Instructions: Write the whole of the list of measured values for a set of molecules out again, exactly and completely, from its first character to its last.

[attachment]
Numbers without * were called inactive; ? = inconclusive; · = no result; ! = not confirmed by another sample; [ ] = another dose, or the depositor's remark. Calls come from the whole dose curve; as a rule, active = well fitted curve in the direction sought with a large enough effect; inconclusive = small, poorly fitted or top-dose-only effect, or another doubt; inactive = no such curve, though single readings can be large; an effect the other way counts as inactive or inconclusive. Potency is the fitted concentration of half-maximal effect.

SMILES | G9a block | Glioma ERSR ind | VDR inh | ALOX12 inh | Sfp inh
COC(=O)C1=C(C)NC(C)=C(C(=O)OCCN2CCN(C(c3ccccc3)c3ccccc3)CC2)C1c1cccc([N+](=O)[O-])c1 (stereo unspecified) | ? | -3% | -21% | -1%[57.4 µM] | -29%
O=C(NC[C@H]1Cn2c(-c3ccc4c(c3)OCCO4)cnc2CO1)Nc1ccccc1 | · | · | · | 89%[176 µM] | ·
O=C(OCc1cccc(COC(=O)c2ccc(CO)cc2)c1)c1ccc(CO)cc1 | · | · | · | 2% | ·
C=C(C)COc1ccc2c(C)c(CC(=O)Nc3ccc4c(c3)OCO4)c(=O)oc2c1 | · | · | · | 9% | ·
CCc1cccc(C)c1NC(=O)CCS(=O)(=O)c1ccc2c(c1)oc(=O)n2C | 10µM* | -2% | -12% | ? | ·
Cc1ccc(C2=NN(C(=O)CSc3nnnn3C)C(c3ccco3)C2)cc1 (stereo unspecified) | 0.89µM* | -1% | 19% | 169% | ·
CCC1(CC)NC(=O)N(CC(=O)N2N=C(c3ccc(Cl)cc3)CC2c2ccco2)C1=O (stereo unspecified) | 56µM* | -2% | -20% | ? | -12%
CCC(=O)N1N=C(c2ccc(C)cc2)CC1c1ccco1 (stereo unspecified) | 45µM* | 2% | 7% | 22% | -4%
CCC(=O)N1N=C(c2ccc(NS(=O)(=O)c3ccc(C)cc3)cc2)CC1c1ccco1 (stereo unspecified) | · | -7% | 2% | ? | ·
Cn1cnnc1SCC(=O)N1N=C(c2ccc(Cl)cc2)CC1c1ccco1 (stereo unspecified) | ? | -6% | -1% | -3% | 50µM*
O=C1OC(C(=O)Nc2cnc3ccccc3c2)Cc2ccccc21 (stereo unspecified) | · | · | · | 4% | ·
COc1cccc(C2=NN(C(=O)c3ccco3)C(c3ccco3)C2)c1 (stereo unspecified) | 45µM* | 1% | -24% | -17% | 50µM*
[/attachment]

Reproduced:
Numbers without * were called inactive; ? = inconclusive; · = no result; ! = not confirmed by another sample; [ ] = another dose, or the depositor's remark. Calls come from the whole dose curve; as a rule, active = well fitted curve in the direction sought with a large enough effect; inconclusive = small, poorly fitted or top-dose-only effect, or another doubt; inactive = no such curve, though single readings can be large; an effect the other way counts as inactive or inconclusive. Potency is the fitted concentration of half-maximal effect.

SMILES | G9a block | Glioma ERSR ind | VDR inh | ALOX12 inh | Sfp inh
COC(=O)C1=C(C)NC(C)=C(C(=O)OCCN2CCN(C(c3ccccc3)c3ccccc3)CC2)C1c1cccc([N+](=O)[O-])c1 (stereo unspecified) | ? | -3% | -21% | -1%[57.4 µM] | -29%
O=C(NC[C@H]1Cn2c(-c3ccc4c(c3)OCCO4)cnc2CO1)Nc1ccccc1 | · | · | · | 89%[176 µM] | ·
O=C(OCc1cccc(COC(=O)c2ccc(CO)cc2)c1)c1ccc(CO)cc1 | · | · | · | 2% | ·
C=C(C)COc1ccc2c(C)c(CC(=O)Nc3ccc4c(c3)OCO4)c(=O)oc2c1 | · | · | · | 9% | ·
CCc1cccc(C)c1NC(=O)CCS(=O)(=O)c1ccc2c(c1)oc(=O)n2C | 10µM* | -2% | -12% | ? | ·
Cc1ccc(C2=NN(C(=O)CSc3nnnn3C)C(c3ccco3)C2)cc1 (stereo unspecified) | 0.89µM* | -1% | 19% | 169% | ·
CCC1(CC)NC(=O)N(CC(=O)N2N=C(c3ccc(Cl)cc3)CC2c2ccco2)C1=O (stereo unspecified) | 56µM* | -2% | -20% | ? | -12%
CCC(=O)N1N=C(c2ccc(C)cc2)CC1c1ccco1 (stereo unspecified) | 45µM* | 2% | 7% | 22% | -4%
CCC(=O)N1N=C(c2ccc(NS(=O)(=O)c3ccc(C)cc3)cc2)CC1c1ccco1 (stereo unspecified) | · | -7% | 2% | ? | ·
Cn1cnnc1SCC(=O)N1N=C(c2ccc(Cl)cc2)CC1c1ccco1 (stereo unspecified) | ? | -6% | -1% | -3% | 50µM*
O=C1OC(C(=O)Nc2cnc3ccccc3c2)Cc2ccccc21 (stereo unspecified) | · | · | · | 4% | ·
COc1cccc(C2=NN(C(=O)c3ccco3)C(c3ccco3)C2)c1 (stereo unspecified) | 45µM* | 1% | -24% | -17% | 50µM*